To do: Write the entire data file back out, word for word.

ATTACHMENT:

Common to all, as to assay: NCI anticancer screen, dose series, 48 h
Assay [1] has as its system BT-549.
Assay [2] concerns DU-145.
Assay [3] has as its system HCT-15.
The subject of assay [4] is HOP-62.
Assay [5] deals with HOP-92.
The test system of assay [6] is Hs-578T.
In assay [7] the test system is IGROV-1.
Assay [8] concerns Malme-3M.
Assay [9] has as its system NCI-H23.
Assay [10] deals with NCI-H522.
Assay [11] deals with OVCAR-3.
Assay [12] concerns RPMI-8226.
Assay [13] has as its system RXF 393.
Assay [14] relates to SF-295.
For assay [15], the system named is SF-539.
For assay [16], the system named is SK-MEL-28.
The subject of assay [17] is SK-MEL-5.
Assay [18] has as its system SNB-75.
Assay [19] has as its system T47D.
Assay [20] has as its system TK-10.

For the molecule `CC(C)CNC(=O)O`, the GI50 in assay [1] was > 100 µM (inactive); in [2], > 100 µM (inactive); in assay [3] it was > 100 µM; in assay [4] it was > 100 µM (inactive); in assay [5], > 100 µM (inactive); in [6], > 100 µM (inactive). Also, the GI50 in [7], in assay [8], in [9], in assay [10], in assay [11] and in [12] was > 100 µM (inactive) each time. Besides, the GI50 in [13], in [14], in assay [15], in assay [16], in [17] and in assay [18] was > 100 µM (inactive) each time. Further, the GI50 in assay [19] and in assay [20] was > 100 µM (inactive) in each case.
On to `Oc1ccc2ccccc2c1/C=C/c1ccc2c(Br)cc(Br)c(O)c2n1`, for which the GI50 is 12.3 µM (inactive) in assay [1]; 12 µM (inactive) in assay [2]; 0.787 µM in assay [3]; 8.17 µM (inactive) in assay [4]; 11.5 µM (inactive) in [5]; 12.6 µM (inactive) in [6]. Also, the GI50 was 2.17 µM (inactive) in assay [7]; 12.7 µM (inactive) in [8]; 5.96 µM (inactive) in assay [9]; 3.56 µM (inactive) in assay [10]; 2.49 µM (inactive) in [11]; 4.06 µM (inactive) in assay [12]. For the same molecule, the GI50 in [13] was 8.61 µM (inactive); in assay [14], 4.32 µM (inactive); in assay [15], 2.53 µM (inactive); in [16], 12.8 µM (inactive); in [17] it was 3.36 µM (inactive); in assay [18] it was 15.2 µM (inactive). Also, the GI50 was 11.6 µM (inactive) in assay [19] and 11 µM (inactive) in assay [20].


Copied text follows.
Common to all, as to assay: NCI anticancer screen, dose series, 48 h
Assay [1] has as its system BT-549.
Assay [2] concerns DU-145.
Assay [3] has as its system HCT-15.
The subject of assay [4] is HOP-62.
Assay [5] deals with HOP-92.
The test system of assay [6] is Hs-578T.
In assay [7] the test system is IGROV-1.
Assay [8] concerns Malme-3M.
Assay [9] has as its system NCI-H23.
Assay [10] deals with NCI-H522.
Assay [11] deals with OVCAR-3.
Assay [12] concerns RPMI-8226.
Assay [13] has as its system RXF 393.
Assay [14] relates to SF-295.
For assay [15], the system named is SF-539.
For assay [16], the system named is SK-MEL-28.
The subject of assay [17] is SK-MEL-5.
Assay [18] has as its system SNB-75.
Assay [19] has as its system T47D.
Assay [20] has as its system TK-10.

For the molecule `CC(C)CNC(=O)O`, the GI50 in assay [1] was > 100 µM (inactive); in [2], > 100 µM (inactive); in assay [3] it was > 100 µM; in assay [4] it was > 100 µM (inactive); in assay [5], > 100 µM (inactive); in [6], > 100 µM (inactive). Also, the GI50 in [7], in assay [8], in [9], in assay [10], in assay [11] and in [12] was > 100 µM (inactive) each time. Besides, the GI50 in [13], in [14], in assay [15], in assay [16], in [17] and in assay [18] was > 100 µM (inactive) each time. Further, the GI50 in assay [19] and in assay [20] was > 100 µM (inactive) in each case.
On to `Oc1ccc2ccccc2c1/C=C/c1ccc2c(Br)cc(Br)c(O)c2n1`, for which the GI50 is 12.3 µM (inactive) in assay [1]; 12 µM (inactive) in assay [2]; 0.787 µM in assay [3]; 8.17 µM (inactive) in assay [4]; 11.5 µM (inactive) in [5]; 12.6 µM (inactive) in [6]. Also, the GI50 was 2.17 µM (inactive) in assay [7]; 12.7 µM (inactive) in [8]; 5.96 µM (inactive) in assay [9]; 3.56 µM (inactive) in assay [10]; 2.49 µM (inactive) in [11]; 4.06 µM (inactive) in assay [12]. For the same molecule, the GI50 in [13] was 8.61 µM (inactive); in assay [14], 4.32 µM (inactive); in assay [15], 2.53 µM (inactive); in [16], 12.8 µM (inactive); in [17] it was 3.36 µM (inactive); in assay [18] it was 15.2 µM (inactive). Also, the GI50 was 11.6 µM (inactive) in assay [19] and 11 µM (inactive) in assay [20].